8. We are stronger than we realize. This is an easy one to explain. If we keep going, that is strength. It is only in the choice to give up that we are weak. Real strength is a thought that carries us forward. We are all strong when we keep going.

9. We live in a world with a precise set of laws. This one also ties in with my belief that our thoughts and emotions generate energy. Loving supportive thoughts and emotions tap into that universal principle (law). Same thing with negative energy. The law is made up of many types of energies all at play in this world and available for our use.

10. Love and support is a two way street. Actually I no longer have this belief. Love and support is an ever flowing source. While it is nice when the person we offer those qualities to repays us in kind. It is just as nice to encounter a helpful and supportive stranger. It is an ever flowing river, not a rebound effect.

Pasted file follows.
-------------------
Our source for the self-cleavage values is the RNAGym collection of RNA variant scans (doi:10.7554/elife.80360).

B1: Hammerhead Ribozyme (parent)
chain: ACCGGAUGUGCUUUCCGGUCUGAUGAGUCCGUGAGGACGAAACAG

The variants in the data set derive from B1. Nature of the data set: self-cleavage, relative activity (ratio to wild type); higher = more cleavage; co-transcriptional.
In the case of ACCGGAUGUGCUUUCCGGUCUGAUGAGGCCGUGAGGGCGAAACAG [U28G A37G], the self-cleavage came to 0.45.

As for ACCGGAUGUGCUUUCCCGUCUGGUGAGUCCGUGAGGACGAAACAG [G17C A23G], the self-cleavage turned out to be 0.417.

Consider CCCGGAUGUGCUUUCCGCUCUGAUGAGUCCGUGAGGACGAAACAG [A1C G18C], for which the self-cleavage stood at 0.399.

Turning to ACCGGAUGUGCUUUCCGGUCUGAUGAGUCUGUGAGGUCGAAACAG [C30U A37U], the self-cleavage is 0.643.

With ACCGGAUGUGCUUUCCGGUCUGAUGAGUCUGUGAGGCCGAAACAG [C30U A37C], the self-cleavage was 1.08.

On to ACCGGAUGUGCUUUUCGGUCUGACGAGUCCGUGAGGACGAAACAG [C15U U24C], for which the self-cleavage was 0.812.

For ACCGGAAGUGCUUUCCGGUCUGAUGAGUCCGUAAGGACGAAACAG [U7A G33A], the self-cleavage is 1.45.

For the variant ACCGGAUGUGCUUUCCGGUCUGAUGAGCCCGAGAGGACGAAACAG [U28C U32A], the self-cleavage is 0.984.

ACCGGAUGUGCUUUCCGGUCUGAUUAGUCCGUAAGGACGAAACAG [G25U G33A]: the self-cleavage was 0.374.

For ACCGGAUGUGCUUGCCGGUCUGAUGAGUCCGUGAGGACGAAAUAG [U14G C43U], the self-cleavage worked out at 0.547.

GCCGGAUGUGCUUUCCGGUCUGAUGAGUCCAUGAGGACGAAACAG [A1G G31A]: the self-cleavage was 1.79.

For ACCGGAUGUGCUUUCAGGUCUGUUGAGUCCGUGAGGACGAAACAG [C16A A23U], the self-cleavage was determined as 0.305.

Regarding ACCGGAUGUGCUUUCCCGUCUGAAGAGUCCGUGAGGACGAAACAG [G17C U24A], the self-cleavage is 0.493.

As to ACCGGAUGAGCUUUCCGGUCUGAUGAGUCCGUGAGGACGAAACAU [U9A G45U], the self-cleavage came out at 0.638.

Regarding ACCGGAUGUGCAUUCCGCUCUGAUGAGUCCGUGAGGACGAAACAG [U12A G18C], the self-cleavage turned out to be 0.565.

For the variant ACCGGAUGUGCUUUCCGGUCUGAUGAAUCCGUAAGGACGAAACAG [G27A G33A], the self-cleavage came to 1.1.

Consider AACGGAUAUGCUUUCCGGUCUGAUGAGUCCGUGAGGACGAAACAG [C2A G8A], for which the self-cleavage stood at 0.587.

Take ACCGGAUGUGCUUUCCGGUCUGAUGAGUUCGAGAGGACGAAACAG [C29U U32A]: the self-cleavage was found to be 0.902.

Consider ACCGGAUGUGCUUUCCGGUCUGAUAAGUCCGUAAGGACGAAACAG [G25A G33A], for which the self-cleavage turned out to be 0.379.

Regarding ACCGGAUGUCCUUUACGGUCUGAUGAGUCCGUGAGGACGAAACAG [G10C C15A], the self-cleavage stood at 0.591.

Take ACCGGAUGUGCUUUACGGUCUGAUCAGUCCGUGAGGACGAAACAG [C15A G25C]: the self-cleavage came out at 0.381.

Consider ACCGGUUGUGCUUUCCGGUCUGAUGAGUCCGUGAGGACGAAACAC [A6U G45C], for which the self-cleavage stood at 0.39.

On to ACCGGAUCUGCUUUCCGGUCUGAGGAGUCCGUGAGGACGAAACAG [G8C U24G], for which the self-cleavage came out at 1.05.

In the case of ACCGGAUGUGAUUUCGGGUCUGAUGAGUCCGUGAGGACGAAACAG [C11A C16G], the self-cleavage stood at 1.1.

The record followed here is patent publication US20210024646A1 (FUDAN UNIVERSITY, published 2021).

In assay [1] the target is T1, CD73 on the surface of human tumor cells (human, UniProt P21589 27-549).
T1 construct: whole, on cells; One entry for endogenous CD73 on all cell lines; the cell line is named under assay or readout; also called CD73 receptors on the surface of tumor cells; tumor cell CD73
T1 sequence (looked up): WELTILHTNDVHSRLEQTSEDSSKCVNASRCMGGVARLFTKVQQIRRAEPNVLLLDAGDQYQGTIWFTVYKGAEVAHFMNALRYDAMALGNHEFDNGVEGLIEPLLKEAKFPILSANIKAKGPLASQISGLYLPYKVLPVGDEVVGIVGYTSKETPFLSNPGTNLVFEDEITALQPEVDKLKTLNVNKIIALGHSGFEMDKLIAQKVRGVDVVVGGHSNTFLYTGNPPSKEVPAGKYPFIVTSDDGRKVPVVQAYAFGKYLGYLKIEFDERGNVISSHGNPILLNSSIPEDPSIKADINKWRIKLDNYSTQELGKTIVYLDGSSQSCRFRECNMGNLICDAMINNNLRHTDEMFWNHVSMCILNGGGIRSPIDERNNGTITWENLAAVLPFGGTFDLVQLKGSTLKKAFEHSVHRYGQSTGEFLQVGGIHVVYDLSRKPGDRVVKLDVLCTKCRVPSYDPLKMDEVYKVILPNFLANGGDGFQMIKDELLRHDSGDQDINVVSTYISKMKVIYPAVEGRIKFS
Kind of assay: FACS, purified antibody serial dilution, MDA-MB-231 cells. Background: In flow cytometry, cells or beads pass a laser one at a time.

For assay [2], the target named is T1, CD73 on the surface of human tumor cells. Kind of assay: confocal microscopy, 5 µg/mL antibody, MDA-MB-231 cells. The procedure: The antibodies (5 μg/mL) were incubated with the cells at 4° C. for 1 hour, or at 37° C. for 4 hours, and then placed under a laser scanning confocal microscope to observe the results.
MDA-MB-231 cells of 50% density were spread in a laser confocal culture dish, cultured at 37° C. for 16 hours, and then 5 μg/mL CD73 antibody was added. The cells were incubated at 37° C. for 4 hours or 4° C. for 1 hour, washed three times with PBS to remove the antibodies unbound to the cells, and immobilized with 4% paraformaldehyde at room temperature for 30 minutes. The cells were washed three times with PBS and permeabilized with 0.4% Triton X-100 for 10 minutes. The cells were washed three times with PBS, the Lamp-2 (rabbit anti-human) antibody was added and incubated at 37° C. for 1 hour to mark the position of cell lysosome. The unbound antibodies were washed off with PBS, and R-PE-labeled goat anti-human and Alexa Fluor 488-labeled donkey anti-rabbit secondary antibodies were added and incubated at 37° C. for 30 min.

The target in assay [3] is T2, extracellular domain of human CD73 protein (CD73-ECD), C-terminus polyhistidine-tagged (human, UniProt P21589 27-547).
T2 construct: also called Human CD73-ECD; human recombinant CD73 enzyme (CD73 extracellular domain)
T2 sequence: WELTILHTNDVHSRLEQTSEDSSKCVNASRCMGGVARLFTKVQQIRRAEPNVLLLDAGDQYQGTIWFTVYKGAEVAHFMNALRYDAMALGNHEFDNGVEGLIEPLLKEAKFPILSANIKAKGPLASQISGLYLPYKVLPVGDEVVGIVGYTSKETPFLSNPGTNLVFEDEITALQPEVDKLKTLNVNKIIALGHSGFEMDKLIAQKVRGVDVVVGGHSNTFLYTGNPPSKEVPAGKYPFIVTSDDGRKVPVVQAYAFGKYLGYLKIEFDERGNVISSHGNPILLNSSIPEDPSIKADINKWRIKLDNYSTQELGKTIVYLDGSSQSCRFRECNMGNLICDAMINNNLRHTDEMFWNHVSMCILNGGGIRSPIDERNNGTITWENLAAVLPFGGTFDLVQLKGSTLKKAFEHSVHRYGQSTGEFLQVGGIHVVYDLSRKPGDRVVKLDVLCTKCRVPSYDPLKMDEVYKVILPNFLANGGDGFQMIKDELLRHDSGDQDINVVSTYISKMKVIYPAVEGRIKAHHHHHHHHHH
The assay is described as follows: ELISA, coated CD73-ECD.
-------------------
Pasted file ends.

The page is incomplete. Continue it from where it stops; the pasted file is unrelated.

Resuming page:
Those are some of my basic beliefs. I hope you enjoyed them and will share some of yours in the comments sections. Also feel free to debate, debunk and have fun with mine. My shoulders are broad, I rarely take offence and would love to hear from you.

Blog on!

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8 thoughts on “10 Things I Believe…

  1. davidbeeson

    Hi again Aries – please spend a moment thinking about long sight, short sight, astigmatism, glaucoma, macular degeneration, cataracts, etc. A car with as many defects and as many vulnerabilities as the human eye would have been recalled multiple times, and the engineer would have been looking for a new job, if not a career change. Who are you accusing of having engineered that system?

    Reply
    1. ariescottrell Post author